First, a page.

This is in no small part why fake science news is such an epidemic. We live in an environment in which we allow those in power to pick and choose the reality they find most appealing and preach their “alternative facts” as policy proscriptions to the public. It’s utterly asinine and it has to stop. The modern world relies on constant research and development, and if protesting the cut and deny policy of our leaders makes scientists and engineers “too political,” then so be it. The alternative is to keep your head down and hope that your work won’t get attacked or eliminated entirely because some appointed hack who has trouble telling his head from his posterior decides that your studies are a waste of time and money despite potentially being the foundation of a future cure for an awful disease we can only manage right now, or watch an algorithm you designed for better security sabotaged for some insipid “good guy backdoor” that will only enable criminals, or your warnings disregarded for the sake of appeasing campaign donors. These politicians do not care if you’re the nicest, friendliest person ever. To them, you’re irrelevant.
They don’t care that your work is what powers the modern economy. They don’t care that your warnings can save them trillions down the line. They’re not interested in learning anything about you unless you have big money to offer, and even then it better be more than what they’re getting from a flack lobbyists for some industry group send to dazzle them with charts, graphs, and a steak dinner. Explaining to them that they should fund your research which isn’t yet ready to become a billion dollar industry because one day it might be — like the Theory of Relativity, Babbage’s experiments, and Arthur C. Clarke’s sci-fi eventually gave us GPS and Google Maps that aid so much economic activity, it’s difficult to try and calculate their benefits — they’ll just say something abstract, noncommittal, and praise science in general at best because to them, you sounded like the adults in a Peanuts cartoon. It’s just how they see STEM experts nine times out of ten, and even you have a rare gift for public communication like Carl Sagan or Neil deGrasse Tyson, it still won’t help and you can prove this by the limits of their successes.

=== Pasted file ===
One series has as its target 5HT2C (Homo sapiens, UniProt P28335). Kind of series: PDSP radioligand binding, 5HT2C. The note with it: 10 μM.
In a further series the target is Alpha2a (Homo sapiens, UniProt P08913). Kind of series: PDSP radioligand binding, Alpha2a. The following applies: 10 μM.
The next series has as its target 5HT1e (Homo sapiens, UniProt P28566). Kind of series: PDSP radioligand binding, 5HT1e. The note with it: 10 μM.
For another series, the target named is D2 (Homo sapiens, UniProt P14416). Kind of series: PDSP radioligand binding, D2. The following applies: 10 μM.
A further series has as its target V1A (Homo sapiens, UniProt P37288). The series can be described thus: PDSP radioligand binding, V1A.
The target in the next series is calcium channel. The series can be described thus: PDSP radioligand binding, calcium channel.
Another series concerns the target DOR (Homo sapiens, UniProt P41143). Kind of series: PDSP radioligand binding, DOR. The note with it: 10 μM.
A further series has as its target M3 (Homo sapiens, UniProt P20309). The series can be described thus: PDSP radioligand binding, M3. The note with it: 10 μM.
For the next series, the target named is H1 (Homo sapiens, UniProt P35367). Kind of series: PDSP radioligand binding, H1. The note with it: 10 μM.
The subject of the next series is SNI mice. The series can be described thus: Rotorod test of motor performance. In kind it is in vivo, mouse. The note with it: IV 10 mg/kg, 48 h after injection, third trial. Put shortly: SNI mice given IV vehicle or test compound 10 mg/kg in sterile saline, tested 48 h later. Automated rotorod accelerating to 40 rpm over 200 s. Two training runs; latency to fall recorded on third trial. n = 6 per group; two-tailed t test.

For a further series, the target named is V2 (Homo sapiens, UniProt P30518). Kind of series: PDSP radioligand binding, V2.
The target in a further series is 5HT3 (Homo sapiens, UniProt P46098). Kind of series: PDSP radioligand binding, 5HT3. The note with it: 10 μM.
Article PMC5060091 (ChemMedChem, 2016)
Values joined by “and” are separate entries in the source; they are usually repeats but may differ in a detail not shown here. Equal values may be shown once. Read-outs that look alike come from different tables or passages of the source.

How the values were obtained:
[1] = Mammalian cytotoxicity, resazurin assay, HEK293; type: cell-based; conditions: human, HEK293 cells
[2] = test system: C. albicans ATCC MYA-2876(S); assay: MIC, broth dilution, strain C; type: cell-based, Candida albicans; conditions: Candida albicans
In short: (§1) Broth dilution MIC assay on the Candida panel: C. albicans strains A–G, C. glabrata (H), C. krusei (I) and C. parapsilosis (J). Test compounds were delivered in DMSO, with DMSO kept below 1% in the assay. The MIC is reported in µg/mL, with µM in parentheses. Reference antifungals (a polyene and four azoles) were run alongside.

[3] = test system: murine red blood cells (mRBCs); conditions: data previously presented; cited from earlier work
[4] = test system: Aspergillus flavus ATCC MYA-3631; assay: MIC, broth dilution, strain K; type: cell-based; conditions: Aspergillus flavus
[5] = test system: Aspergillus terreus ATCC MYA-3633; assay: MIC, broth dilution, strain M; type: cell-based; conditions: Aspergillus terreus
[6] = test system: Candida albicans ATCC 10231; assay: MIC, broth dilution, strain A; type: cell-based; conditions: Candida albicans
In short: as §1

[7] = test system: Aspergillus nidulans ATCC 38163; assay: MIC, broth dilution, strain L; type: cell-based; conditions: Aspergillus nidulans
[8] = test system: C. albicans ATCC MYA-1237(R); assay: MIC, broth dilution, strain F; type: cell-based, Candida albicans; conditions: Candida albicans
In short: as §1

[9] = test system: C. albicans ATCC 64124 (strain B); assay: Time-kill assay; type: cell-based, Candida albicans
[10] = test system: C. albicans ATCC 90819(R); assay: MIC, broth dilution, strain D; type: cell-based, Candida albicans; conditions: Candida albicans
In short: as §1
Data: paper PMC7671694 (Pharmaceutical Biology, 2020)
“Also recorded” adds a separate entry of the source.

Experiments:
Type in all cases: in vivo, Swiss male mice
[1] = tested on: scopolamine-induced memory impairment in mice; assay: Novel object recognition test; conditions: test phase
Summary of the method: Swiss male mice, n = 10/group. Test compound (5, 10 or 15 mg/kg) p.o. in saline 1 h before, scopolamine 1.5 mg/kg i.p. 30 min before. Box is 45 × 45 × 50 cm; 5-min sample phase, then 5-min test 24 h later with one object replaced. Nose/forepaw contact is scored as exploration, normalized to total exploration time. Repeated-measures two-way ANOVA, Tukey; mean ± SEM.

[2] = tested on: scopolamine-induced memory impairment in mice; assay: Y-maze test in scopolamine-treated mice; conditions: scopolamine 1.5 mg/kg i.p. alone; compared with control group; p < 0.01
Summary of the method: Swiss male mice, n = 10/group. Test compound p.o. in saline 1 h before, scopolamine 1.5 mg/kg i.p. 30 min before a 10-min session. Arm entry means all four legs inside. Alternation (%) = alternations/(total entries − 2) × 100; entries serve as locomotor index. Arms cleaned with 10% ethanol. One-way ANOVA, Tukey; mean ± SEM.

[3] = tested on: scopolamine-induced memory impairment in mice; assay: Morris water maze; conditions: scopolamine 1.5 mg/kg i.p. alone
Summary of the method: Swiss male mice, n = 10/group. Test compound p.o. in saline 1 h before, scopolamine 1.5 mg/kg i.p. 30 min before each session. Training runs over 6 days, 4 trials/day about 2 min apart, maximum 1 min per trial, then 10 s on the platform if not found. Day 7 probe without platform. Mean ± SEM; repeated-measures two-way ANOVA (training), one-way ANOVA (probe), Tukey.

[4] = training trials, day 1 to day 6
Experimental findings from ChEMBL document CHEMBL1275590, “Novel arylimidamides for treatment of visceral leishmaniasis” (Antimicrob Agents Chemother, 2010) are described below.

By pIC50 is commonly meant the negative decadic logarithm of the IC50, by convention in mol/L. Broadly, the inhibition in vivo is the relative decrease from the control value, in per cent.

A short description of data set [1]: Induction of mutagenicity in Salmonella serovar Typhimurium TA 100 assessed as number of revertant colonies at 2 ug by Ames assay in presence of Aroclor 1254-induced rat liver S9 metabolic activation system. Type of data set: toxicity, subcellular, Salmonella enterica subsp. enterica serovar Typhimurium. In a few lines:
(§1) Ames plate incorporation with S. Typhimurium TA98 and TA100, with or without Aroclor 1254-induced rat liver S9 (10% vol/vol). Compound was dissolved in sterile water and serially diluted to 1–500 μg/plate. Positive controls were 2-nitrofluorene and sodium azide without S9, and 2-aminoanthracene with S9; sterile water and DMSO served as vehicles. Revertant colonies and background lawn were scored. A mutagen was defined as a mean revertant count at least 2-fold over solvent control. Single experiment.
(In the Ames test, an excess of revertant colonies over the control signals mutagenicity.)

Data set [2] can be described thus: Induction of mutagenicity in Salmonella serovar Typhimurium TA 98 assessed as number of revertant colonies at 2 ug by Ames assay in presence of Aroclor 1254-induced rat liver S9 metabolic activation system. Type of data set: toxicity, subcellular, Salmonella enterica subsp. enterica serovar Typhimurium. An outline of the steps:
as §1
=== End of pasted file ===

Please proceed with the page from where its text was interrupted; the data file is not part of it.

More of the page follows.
No, if you want to keep the knowledge economy from cratering and causing another Great Recession followed by a decade of stagnancy, you have to be willing to speak the only language politicians can understand: voting. They may not understand much about decoherence in quantum systems, but they sure as hell understand a large horde of angry voters marching past their offices, and scientists showing up to a town hall asking why they just banned any discussion of their findings and if they will be ready to explain to those who’ll be affected by sea level rise, or bugs in some grand cybersecurity tool they mandated, that they were all warned of the risks and chose to respond to them with censorship and denial.
Likewise, even their most science-hating constituents will not care much for your explanation of chemical analysis, but they will definitely care when you tell them their odds of being poisoned if a cleanup project isn’t undertaken, or the likelihood of having their identities stolen and bank accounts emptied if a cybersecurity measure concocted by a technical illiterate came to pass. Are you going to sound political? Yes. Does it matter? Fuck no. Humans are political animals anyway. A famous scientist said it a very long time ago and it’s seldom been as true as it is now…